Summer is more than a season, it is a state of mind. Summer takes a load off, and maybe a little more if you’re lucky. For our kids, it is a time of exploration and discovery, but even for those of us that still put in an honest day’s work (give or take), life just feels easier, relatively speaking.
With school starting it is time for responsibility to take it up a notch and noses to resume their lean against the proverbial grindstone. Yet, even before the first day of school, the world gets increasingly hectic. The air is ripe with pressure.
Dads everywhere are, or soon will be heavily involved in back-to-school preparations, from registration of classes to tuning up their kid’s first car, buying new shoes and fresh haircuts. The days fill quickly.
While it’s the kids who are facing the biggest change in routine, back-to-school still finds the occasional parent cheering the calendar, dancing behind their forlorn children trudging all the way to the bus stop like some Dickens-themed parade. For most of us, however, it just means more time bustling to and fro and back again. We’ll pass our kids in the hallway, like Ted from accounting.
For parents, the added duties of the school year get right back in the saddle bags, more to carry as we ride through the workweek, chasing Manifest Destiny toward a corner office one cubicle at a time. We’ll have homework, too.
None of which takes away for the wide world of potential that awaits our kids as they embark upon a new year of scholastic pursuit. The end of summer may find dads adding a few more chainsaws to the daily juggling routine, but hey, that’s show biz.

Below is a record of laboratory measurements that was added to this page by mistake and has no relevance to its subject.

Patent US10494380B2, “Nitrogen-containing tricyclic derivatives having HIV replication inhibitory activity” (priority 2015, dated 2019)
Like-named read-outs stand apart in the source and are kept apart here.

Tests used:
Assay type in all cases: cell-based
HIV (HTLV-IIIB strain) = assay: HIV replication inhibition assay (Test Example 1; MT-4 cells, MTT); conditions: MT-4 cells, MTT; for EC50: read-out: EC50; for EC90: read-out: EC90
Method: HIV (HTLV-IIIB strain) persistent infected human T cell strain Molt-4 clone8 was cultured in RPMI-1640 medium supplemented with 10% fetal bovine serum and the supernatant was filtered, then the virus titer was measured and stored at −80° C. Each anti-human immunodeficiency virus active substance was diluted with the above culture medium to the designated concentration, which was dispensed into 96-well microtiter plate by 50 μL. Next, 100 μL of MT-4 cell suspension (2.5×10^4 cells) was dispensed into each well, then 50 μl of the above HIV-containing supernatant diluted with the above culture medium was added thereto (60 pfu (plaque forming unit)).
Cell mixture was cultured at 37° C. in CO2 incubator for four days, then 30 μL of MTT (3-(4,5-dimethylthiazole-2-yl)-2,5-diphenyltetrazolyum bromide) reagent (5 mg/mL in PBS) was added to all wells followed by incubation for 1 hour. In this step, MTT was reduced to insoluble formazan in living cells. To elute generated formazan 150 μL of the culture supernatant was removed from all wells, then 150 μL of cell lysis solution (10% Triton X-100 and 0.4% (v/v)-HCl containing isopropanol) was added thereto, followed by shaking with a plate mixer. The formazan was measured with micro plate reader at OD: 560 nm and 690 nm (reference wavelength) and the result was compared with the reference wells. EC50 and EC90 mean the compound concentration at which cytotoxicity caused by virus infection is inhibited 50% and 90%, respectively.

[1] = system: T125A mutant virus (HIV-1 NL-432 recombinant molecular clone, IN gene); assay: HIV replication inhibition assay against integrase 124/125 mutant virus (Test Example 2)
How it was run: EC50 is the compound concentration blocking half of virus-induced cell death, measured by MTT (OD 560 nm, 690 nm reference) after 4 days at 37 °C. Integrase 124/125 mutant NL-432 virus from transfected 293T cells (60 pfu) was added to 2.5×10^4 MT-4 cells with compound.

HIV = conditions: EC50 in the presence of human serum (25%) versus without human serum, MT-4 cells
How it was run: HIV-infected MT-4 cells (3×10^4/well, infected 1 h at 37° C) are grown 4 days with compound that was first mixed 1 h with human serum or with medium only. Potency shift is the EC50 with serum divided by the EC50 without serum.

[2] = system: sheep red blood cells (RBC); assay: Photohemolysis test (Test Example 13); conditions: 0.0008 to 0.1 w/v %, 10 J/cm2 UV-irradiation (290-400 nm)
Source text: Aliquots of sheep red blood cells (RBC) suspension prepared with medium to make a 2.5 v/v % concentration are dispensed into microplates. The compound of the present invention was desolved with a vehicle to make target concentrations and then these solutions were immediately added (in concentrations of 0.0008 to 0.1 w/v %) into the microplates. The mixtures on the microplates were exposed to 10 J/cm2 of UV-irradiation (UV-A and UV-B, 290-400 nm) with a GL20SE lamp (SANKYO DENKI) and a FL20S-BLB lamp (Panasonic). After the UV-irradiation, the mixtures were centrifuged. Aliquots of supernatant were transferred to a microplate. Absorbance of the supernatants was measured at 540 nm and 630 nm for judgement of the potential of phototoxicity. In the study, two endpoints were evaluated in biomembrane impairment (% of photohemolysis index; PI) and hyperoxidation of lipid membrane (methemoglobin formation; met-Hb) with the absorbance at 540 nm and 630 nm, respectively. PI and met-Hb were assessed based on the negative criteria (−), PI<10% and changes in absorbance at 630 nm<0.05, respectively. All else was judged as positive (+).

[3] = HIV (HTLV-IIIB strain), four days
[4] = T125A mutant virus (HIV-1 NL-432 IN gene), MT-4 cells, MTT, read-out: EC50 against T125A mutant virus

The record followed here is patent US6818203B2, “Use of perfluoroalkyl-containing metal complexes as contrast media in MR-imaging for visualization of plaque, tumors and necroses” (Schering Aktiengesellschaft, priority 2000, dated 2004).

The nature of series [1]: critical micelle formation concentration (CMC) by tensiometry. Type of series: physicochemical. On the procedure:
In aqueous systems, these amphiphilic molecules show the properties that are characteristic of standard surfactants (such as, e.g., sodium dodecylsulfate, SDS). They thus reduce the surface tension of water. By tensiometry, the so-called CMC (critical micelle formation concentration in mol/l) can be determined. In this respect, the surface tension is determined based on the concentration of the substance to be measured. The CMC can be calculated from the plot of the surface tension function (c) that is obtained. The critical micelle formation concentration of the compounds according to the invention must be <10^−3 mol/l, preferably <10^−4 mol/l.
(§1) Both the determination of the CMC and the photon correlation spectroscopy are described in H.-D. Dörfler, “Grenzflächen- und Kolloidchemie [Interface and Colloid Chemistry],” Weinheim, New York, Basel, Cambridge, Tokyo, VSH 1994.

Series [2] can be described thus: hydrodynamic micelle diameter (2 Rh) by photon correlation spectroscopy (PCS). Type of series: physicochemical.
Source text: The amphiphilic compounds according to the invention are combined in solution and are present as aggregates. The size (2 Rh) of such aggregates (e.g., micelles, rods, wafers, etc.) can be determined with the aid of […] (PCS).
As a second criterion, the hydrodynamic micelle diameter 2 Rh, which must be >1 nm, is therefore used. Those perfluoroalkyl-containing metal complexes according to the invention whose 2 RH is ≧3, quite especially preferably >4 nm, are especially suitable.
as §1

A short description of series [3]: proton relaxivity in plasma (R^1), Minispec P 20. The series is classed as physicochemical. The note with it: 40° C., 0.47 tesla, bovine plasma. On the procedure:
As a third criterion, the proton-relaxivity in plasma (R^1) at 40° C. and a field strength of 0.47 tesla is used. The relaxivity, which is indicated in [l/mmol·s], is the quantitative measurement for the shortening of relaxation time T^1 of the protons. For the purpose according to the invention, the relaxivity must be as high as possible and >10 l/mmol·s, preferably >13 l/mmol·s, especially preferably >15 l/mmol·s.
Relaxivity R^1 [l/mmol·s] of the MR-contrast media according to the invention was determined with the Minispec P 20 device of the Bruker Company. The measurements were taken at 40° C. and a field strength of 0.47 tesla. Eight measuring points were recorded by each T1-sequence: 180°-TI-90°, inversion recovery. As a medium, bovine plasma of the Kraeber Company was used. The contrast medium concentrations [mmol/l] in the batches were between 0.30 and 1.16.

Frankly, we’ve got the best seats in the house.
IN THE NEWS
Being a salient parent and encouraging active kids may improve a family’s household communication.
Fact: Kids can make a lot of noise. Deal with it.
Canada’s popular donut chain Tim Horton’s is adding changing tables in all of their men’s rooms, because it’s 2018.
“Fatherhood isn’t always a magical and loving experience from the get-go. Postnatal, or postpartum, depression can hit men as well as women.”
“If there’s one thing the world needs, it’s positive role models for fathers to look up to. And here we have a guy with a successful media career who is cutting right back on his workload in order to do the heavy lifting at home.”
“If you’re lucky enough to get the chance, watching your parent unspool all of their past misadventures is a transformative experience–for them and for you.”
Becoming a stepdad to teens can be terrifying and pretty amazing.
Did becoming a parent make your adult relationships harder to maintain?
Interesting comparison between popular parenting thought in the U.S. and that found in the rest of the world. Do you let your kids do things on their own?
- “I hear a prayer in the hopes and dreams of my sons. I hear a prayer in the cheers at a summer rec baseball game or the applause for a middle school musical.” – Bill Peebles, On Writing Without Words
- “A reminder that in all of our wisdom and maturity, it is important to remember the times that we were anything but adult.” – Creed Anthony, Remembering Being a Child Can Help You be a Better Parent
- “But here I am, the boy who lived. Almost dying is a good thing. You earn perspective on what is, and is not, of importance.” – David Stanley, A Report at 60
- “Luckily, the kids had picked up a couple sticks somewhere along the way so they could pass the time fighting to the death over them.” – Andrew Knott, Sometimes Parenting is a Train Wreck
- “What I’ve found though, as I’ve traveled the world with my vegetarian teen and tween daughters, is that there is something for everyone, everywhere.” – Jeff Bogle, How to Travel the World with Young Vegetarians
When it comes to a baby’s first words, some people hear what they want to hear; however, it’s hard to argue with Ray J and his 2-month old, the budding orator. What do you think?
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